Over the last few years, Uber and Lyft have torn through round after round of funding, growing to $120 billion and $15 billion valuations respectively. The lingering question has always been: When will they IPO?
Now, we finally have an answer.
Lyft announced this morning that it confidentially filed an S-1 with the SEC, meaning the ridesharing giant is pursuing a 2019 IPO. According to the Wall Street Journal, the IPO is expected in the spring. While Uber still has not officially filed, CEO Dara Khosrowshahi has said the company is considering a 2019 offering.
The question now is: What are the upsides for Lyft?
Both Uber and Lyft have yet to post a profit—even after Lyft was able to double revenues in the first half of 2018. It's possible that, as the first ridesharing company to IPO, Lyft will get the benefit of the doubt from investors because there are no other publicly traded ridesharing companies to benchmark it by. As a result, Lyft's stock price could climb beyond expectation—even if Lyft continues to post losses. There are already rumblings that the company's valuation will exceed $15 billion by the time it goes public, signaling a good return for investors.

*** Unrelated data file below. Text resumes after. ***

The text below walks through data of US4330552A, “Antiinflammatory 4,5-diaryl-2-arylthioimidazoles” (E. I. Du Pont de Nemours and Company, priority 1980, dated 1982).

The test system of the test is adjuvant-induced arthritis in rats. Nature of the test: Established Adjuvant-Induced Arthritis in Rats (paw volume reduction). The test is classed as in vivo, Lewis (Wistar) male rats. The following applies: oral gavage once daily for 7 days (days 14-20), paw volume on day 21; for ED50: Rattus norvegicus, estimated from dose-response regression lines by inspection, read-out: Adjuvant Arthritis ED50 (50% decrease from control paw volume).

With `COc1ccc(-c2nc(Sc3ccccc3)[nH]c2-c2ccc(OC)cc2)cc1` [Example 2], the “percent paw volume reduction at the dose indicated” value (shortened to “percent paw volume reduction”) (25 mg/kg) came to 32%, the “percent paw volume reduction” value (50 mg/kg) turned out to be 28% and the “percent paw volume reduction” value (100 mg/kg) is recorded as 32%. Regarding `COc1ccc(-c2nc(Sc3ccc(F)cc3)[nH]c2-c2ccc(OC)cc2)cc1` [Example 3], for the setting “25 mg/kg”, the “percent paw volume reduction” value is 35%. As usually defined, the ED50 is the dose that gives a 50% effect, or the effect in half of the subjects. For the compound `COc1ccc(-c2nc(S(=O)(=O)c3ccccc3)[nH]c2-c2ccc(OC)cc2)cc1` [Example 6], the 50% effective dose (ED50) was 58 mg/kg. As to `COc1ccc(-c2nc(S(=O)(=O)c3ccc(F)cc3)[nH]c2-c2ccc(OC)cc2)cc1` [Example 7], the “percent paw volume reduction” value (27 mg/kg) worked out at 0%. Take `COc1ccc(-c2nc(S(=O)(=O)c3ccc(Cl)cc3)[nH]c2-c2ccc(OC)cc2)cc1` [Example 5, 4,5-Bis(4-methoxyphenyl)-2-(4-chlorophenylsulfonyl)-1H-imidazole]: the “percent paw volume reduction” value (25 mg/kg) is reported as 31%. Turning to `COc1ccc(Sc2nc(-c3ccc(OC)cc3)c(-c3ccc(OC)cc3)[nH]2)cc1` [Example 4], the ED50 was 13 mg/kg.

If everything plays out well for Lyft, which is three years younger than Uber, the company could see its stock ride a wave of investor optimism. At the same time, the current volatility of the market, combined with uncertainty around Lyft's potential for profitability, could result in a lackluster showing, which would be a great gift to rival Uber.
But regardless of how Lyft's IPO plays out, all signs point to 2019 being the year of breakout tech IPOs. It will be fun to see how these mammoth exits shake up the industry.
The future of VR
Philip Rosedale and the team at High Fidelity are creating free and open-source software that enables real-time, social VR. Some of you may also know Rosedale as the creator of Second Life, the iconic “internet-scale virtual world.”
In the latest episode of Product Hunt Radio, he covers the most advanced uses of VR today—like school children being able to take a virtual field trip into an Egyptian tomb—and where VR is headed in the future.
“If I can go to school on a virtual planet where there are kids from all over the whole world," he says, "look at the human impact of that versus me going to school with only the kids that are within 10 blocks of my house. There’s a homogeneity to local places that is going to get completely turned off with VR.”